O’Neil’s models proved that the percentage increase in earnings per share was substantially more important than the P/E ratio as a cause of great stock performance.

Throughout this book it is constantly emphasized that the earnings record of a company is the most important and fundamental factor in picking winning stocks.

“A standout stock needs a sound growth record during recent years but also needs a strong current earnings record in the last few quarters. It is the unique combination of these two critical factors, rather than one or the other being outstanding, that creates a superb stock, or at least one that has a higher chance of true success.” ~ William O’Neil, How To Make Money In Stocks

Summary: Focus on stocks with a proven track record of substantial annual earnings growth over the past five years. Don't settle for excuses; ensure that both annual earnings increases and recent quarterly improvements are present.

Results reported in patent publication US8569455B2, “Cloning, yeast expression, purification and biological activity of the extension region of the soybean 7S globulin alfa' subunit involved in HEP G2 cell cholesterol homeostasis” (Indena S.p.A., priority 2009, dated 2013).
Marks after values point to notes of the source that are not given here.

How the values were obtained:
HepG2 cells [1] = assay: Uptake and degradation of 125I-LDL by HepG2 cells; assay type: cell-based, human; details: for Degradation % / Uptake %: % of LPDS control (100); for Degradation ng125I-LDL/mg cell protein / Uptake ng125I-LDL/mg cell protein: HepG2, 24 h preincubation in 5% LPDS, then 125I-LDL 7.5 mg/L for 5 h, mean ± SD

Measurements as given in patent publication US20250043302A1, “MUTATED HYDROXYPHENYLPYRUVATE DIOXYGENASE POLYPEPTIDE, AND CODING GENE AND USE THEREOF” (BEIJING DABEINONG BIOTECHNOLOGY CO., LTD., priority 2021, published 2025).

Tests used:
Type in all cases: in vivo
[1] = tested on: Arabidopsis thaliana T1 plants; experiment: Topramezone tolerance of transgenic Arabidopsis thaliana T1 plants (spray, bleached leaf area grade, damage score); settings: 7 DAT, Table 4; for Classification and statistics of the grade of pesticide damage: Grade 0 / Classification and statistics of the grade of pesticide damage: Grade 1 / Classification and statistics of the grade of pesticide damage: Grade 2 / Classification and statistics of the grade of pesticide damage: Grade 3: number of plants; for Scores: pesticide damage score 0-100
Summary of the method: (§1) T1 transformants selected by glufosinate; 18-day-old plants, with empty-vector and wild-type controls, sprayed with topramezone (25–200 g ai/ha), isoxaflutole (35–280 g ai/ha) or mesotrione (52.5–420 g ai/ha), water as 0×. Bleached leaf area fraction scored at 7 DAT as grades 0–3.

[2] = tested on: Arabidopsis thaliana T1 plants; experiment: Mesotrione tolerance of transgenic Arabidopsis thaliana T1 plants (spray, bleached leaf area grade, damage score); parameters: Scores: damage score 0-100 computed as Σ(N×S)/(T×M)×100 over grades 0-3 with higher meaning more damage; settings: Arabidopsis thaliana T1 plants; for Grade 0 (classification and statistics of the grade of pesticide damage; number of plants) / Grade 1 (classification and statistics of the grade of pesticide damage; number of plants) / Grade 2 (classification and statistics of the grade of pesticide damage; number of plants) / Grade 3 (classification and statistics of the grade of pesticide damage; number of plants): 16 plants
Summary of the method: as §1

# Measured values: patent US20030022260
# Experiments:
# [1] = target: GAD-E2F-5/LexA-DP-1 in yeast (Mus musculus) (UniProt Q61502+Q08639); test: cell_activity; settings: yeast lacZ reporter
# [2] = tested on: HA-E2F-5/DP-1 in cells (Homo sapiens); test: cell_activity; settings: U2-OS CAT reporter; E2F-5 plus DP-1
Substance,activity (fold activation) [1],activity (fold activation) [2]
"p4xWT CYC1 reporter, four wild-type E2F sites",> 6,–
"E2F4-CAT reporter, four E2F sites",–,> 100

N = New Products, New Management, New Highs: Buying at the Right Time.

In O’Neil’s study of the 500 stock market winners, he noticed that 95% of them either had a major new product or service, new management, or a new positive change in their industry.

“It takes something new to produce a starling advance in the price of a stock” ~ William O’Neil, How To Make Money In Stocks

When to buy: Don’t wait for a stock to come down to the price that you think currently looks like it would be a good price to buy at. A stock making new highs or riding along the highs area is usually a stock worth looking into. You want to buy a good stock as it is emerging higher out of a consolidation area. These consolidations can last from 7 or 8 weeks to up to 15 months according to O’Neil’s analysis.